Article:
Directed by Gavin O’Connor. Joel Edgerton, Tom Hardy, Nick Nolte, Jennifer Morrison, Frank Grillo, Kevin Dunn. Lionsgate.
Decent Films Ratings
|?Teens & Up*|
Content advisory: Much intense pugilism violence; some profanity, an obscenity and much crude language; brief mild innuendo; a scene of drunkenness.
Buy at Amazon.com
From a National Catholic Register review
By Steven D. Greydanus
Warrior opens with a welter of Christian iconography and references: a Pittsburgh church adorned with Eastern-style three-bar crosses from which we see Paddy Conlon (Nick Nolte) emerge; a rosary dangling from his rearview mirror as he drives home to discover his estranged son Tommy (Tom Hardy) waiting on the stoop of his house; a Bible that Tommy contemplates on Paddy’s table.
“So you found God. That’s awesome,” Tommy says softly, meaning the opposite. “Mom kept calling out for him … but he wasn’t around. I guess Jesus was down at the mill, forgiving all the drunks, huh? Who knew?”
Jesus may have forgiven Paddy, but Paddy’s sons haven’t. His drinking and violence drove his wife away when Tommy and his older brother Brendan were teenagers. Tommy went with mom, but Brendan, 16, stayed with his dad, partly for the sake of the girl he later married. Now, Brendan (Joel Edgerton), a high-school physics teacher, lives in Philadelphia with his wife (Jennifer Morrison) and two young girls. Tommy, a loner, joined the Marines like his old man. The boys, who haven’t seen each other since the breakup, have nothing in common, except for one thing: As Tommy tells their father, “Neither of us has the slightest use for you.”
Well, that and cage fighting, or mixed martial arts (MMA). Both brothers have a past in pugilism: In his 20s, Brendan was a professional cage fighter, if an indifferent one, while the more naturally gifted Tommy won six Junior Olympic titles in his youth, with his father as his trainer. Now Brendan, struggling to provide for his family, is eying his past career for quick cash, while Tommy wants to turn to prizefighting for reasons we don’t learn right away. If you sense that this setup will soon lead to brother battling brother for a tournament championship, you may have seen a sports movie before, or perhaps you just saw the tell-all trailer.
While the God references drop off after that opening scene, themes of redemption and forgiveness run through Warrior. The entire third act is taken up with a glitzy winner-take-all tournament in Atlantic City, branded as “Sparta,” but despite round after round of punishing combat, Warrior is more about its characters’ wounded hearts than the external injuries they suffer or inflict.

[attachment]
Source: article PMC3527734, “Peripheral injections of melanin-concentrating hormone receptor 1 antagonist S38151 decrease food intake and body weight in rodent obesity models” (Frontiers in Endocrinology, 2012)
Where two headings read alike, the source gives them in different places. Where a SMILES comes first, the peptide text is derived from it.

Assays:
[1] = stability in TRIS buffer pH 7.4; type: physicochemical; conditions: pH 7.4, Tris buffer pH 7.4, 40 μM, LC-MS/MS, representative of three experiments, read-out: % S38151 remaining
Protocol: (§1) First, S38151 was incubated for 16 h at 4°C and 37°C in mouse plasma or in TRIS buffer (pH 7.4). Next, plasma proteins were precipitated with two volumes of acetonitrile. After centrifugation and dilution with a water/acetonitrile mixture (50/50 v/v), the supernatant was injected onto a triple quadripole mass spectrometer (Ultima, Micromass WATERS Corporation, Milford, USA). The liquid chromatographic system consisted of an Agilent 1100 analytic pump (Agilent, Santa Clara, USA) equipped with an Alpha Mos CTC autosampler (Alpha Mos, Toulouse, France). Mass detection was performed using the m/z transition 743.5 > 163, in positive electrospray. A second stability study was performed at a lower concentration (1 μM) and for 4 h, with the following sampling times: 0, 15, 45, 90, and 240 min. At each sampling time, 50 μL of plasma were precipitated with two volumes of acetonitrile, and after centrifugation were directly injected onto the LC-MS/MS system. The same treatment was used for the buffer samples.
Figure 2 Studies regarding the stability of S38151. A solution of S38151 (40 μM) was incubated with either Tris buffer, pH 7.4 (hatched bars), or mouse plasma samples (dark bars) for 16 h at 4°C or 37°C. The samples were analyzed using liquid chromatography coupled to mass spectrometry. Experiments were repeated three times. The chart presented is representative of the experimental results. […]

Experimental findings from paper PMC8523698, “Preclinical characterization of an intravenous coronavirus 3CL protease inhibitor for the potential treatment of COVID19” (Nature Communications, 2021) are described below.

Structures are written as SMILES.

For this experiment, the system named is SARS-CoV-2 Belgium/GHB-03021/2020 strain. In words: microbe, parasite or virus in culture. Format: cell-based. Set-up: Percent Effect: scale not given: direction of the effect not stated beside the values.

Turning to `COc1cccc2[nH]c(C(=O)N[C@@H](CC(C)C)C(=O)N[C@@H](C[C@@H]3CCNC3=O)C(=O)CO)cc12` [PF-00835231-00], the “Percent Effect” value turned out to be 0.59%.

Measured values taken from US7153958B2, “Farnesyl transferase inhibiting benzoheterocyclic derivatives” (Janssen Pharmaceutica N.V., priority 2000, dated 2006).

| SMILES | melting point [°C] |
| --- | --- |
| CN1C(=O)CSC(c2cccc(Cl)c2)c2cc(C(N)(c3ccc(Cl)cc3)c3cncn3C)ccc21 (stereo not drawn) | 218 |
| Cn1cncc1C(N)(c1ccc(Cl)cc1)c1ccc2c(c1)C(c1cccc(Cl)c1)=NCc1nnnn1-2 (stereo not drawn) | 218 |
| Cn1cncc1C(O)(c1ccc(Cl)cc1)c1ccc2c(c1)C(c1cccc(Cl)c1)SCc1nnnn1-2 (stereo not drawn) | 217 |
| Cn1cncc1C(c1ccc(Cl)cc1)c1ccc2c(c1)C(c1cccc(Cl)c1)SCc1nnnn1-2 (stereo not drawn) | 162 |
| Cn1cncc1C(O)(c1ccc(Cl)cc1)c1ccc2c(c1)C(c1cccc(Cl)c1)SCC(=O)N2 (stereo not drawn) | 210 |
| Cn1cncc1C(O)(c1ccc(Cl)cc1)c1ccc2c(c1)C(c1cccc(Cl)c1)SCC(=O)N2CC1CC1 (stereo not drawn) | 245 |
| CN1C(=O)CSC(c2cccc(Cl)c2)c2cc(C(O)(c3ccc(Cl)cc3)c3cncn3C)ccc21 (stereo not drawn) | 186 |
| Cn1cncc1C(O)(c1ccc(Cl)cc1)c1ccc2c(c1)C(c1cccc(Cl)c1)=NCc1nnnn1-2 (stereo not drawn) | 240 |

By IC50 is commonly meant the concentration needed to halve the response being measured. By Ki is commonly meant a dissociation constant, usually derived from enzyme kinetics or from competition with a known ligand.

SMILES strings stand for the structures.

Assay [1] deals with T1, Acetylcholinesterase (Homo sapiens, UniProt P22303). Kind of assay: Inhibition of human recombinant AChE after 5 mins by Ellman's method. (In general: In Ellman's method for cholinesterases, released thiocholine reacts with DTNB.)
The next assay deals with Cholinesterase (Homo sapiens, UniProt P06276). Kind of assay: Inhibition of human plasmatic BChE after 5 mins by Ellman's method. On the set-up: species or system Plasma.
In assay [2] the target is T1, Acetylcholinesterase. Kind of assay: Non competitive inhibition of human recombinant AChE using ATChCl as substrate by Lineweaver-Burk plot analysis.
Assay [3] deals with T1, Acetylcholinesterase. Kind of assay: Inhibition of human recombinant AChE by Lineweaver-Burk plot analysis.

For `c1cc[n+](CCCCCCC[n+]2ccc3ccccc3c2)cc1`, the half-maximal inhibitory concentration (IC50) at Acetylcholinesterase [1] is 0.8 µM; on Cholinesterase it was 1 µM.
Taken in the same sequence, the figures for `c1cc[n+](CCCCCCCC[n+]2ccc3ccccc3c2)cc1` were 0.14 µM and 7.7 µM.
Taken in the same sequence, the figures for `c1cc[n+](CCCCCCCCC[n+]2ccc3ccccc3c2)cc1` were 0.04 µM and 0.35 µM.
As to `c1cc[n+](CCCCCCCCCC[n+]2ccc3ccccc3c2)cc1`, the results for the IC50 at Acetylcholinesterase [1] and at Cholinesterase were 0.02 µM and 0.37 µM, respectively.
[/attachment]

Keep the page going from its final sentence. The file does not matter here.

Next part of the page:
Parallels to last year’s The Fighter are obvious: two pugilist brothers, one a dominant front-runner with a promising past and self-destructive tendencies, favored by a parent acting in a professional capacity for the sons; the other a more reserved, levelheaded underdog, resenting the favoritism given to the other brother, but not the brother himself.
Like Christian Bale in The Fighter, Tom Hardy has startlingly transformed himself both physically and dramatically. Sporting a bulked-up, ripped physique, the English actor (whose first line in Inception flagged him as a scene-stealing talent) persuasively morphs into a brooding Northeast roughneck with a crushing burden of rage and guilt.
As the gentle, less dominant brother, Edgerton is stronger and more effective than Mark Wahlberg in The Fighter. They’re like Brando’s Terry Malloy from On the Waterfront vs. Russell Crowe’s Jimmy Braddock from Cinderella Man. One could also say Edgerton plays Faramir to Hardy’s Boromir, but with enough strength to keep Hardy from overshadowing him the way Sean Bean overshadowed David Wenham in The Lord of the Rings.
As the father who, like Denethor, preferred the alpha-male son to his beta brother, but has now lived long enough to be rejected by them both, Nolte is heartbreaking: a broken-down, needy shell of a man. There’s a sort of warped Trinitarian dynamic here: Paddy, the father, makes rejected overtures to both of his sons; Brendan rejects his father but reaches out to Tommy, while Tommy rejects both the father and the elder son.
Supporting performances are also effective. As Brendan’s wife, Jennifer Morrison doesn’t have as strong of a part as Amy Adams in The Fighter, but she’s winsome in the role. Frank Grillo makes a strong impression as a gym owner and trainer (also named Frank) whose unconventional methods include using Beethoven to teach fighters calm and patience. I also enjoyed the humor supplied by the tag-team of sportscasters at Sparta and the principal at Brendan’s school.